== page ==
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Consortium of Healthcare Informatics Research: Translational Use Case Projects
Mary K. Goldstein, MD MS
VA Palo Alto Health Care System, Palo Alto, CA
Palo Alto, CA
Funding Period: February 2009 - March 2014
The mission of the Consortium for Healthcare Informatics Research (CHIR) has been to improve the health of veterans through foundational and applied informatics research to advance the effective use of unstructured text in the electronic health record.
The CHIR Translational Use Case Projects (TUCPs) grant, one of the overall CHIR projects, aimed to assess the capability for rapid development of natural language processing (NLP) to topics of high clinical quality importance to the VA. The TUCPs applied information extraction techniques to identify and resolve issues, providing early experience for CHIR in practical issues such as reference standard annotations and use of the secure VINCI data resource. Sequential rounds of TUCPs built on other work of CHIR.
Each TUCP developed its own algorithms for text-abstraction. Typically, projects included mapping key concepts in text to a standardized vocabulary suitable to the clinical domain. Lexicons were refined as necessary to include synonyms, abbreviations, and common spellings of key words. The text-abstraction findings were compared with a reference standard annotation, that is, manually marked records that indicated text that should be identified by text-processing algorithms, by trained annotators using annotation schemata prepared through field testing. These records form an annotated corpus of reports used to test the NLP tools' accuracy and precision. Several rounds of TUCPs address VA clinical/quality high-priority areas and/or extend successful NLP to move closer to wide application to VA data.
(1) The Lymph Node (LN) project team developed Automated Retrieval Console (ARC). ARC converts unstructured text to structured data for submission to supervised machine learning algorithms. The algorithm identified lymph nodes examined and lymph nodes positive for cancer with Recall 0.96 for both and precision 0.94 and 0.95 respectively.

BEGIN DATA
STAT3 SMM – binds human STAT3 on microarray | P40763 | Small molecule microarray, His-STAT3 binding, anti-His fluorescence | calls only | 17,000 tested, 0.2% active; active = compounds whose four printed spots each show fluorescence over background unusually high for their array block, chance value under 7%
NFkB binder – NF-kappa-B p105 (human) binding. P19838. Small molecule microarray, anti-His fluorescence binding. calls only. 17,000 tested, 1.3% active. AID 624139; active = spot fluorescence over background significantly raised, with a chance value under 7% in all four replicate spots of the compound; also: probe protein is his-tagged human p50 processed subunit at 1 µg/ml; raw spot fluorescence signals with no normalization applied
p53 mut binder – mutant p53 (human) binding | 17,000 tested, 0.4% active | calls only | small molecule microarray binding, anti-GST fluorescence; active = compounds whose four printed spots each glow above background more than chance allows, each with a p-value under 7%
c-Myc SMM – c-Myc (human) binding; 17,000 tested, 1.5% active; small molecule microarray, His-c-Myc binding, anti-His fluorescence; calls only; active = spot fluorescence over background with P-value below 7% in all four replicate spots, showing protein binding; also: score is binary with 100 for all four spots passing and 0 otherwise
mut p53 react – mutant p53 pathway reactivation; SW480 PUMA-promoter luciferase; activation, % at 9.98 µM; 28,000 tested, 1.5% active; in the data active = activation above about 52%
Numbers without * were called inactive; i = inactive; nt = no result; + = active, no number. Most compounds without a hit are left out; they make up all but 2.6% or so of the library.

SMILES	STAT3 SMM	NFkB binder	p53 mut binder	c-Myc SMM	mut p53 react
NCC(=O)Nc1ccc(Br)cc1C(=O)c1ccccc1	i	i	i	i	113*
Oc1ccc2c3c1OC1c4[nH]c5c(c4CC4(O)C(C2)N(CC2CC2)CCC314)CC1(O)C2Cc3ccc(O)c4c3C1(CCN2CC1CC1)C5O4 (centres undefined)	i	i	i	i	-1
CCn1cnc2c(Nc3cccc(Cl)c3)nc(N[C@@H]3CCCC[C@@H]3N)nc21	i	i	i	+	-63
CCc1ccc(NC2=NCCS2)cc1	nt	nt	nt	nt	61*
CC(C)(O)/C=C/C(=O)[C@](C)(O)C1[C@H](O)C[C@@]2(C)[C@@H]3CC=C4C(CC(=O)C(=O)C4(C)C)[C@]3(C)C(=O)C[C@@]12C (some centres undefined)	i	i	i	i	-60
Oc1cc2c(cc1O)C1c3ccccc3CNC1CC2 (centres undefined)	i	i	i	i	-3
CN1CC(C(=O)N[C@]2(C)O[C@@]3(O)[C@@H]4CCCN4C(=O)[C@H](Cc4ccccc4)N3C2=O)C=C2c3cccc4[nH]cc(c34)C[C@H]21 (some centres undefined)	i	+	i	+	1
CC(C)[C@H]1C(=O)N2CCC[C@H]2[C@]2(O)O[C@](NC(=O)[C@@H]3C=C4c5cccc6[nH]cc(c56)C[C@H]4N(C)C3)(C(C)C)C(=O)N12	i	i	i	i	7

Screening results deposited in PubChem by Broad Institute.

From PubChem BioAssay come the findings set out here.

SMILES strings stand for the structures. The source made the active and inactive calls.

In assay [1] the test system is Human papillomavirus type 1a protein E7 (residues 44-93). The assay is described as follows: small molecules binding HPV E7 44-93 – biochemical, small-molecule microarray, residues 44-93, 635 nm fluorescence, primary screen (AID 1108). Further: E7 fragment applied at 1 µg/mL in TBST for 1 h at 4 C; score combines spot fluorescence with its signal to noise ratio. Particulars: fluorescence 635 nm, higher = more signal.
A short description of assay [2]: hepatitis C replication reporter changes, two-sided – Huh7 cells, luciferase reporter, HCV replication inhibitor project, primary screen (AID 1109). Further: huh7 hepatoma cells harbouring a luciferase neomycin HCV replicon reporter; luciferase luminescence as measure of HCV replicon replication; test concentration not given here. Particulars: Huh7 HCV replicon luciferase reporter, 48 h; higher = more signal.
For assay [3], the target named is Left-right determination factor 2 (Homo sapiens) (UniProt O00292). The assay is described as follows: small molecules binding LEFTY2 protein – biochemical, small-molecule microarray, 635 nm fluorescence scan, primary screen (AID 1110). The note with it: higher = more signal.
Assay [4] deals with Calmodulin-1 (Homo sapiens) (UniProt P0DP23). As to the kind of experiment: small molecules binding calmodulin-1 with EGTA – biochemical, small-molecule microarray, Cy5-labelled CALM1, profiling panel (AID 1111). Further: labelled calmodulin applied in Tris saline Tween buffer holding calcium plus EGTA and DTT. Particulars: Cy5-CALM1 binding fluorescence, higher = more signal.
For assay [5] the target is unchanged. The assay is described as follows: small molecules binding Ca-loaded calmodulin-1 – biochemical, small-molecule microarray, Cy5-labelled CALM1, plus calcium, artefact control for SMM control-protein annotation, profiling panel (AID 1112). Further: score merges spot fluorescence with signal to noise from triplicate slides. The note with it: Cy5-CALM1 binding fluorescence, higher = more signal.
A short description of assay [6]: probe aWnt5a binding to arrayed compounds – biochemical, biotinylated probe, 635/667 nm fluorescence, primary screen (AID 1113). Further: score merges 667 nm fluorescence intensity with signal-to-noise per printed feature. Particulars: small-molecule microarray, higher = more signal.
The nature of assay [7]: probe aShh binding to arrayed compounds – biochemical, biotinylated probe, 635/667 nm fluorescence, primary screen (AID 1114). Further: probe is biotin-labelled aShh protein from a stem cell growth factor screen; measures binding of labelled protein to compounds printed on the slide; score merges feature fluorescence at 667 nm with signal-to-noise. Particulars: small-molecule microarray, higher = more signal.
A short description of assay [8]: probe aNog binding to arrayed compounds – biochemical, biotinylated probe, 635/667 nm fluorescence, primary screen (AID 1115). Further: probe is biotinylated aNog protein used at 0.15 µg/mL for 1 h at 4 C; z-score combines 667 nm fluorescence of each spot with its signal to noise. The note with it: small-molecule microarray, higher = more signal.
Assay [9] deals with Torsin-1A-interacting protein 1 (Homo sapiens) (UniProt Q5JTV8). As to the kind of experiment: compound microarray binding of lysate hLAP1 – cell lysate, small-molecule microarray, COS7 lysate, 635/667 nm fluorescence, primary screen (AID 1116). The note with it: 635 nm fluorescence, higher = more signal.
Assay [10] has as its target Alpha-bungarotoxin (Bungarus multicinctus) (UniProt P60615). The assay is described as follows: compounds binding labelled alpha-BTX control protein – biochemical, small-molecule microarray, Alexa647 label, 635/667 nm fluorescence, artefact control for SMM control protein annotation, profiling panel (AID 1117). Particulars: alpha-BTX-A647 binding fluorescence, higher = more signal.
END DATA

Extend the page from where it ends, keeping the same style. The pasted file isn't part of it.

(2) The Ejection Fraction TUCP team developed NLP software to extract the ejection fraction value from free-text echocardiogram reports to automate measurement reporting. The software output was compared to a reference standard developed through human review. The EF system, entitled" Capture with UIMA of Needed Data using Regular Expressions for EF (CUIMANDREef)," was developed using echocardiography reports from 7 VA medical centers, and showed excellent performance metrics. System test results for document-level classification of EF of <40% had a sensitivity (recall) of 98.41%, a specificity of 100%, a positive predictive value (precision) of 100%, and an F measure of 99.2%. System test results at the concept level had a sensitivity of 88.9%, a positive predictive value of 95%, and an F measure of 91.9% (Garvin et al 2012). To assess applicability of the NLP to records from other VA medical centers not included in initial development and to records from different data sources within VistA, we annotated echocardiography reports from a random selection of VA medical centers (details available from PI). Collaborating investigators at VA Salt Lake City built on their NLP work in the Congestive Heart Failure Information Extraction Framework (CHIEF) with a series of adaptations validated in a 5-fold cross validation approach.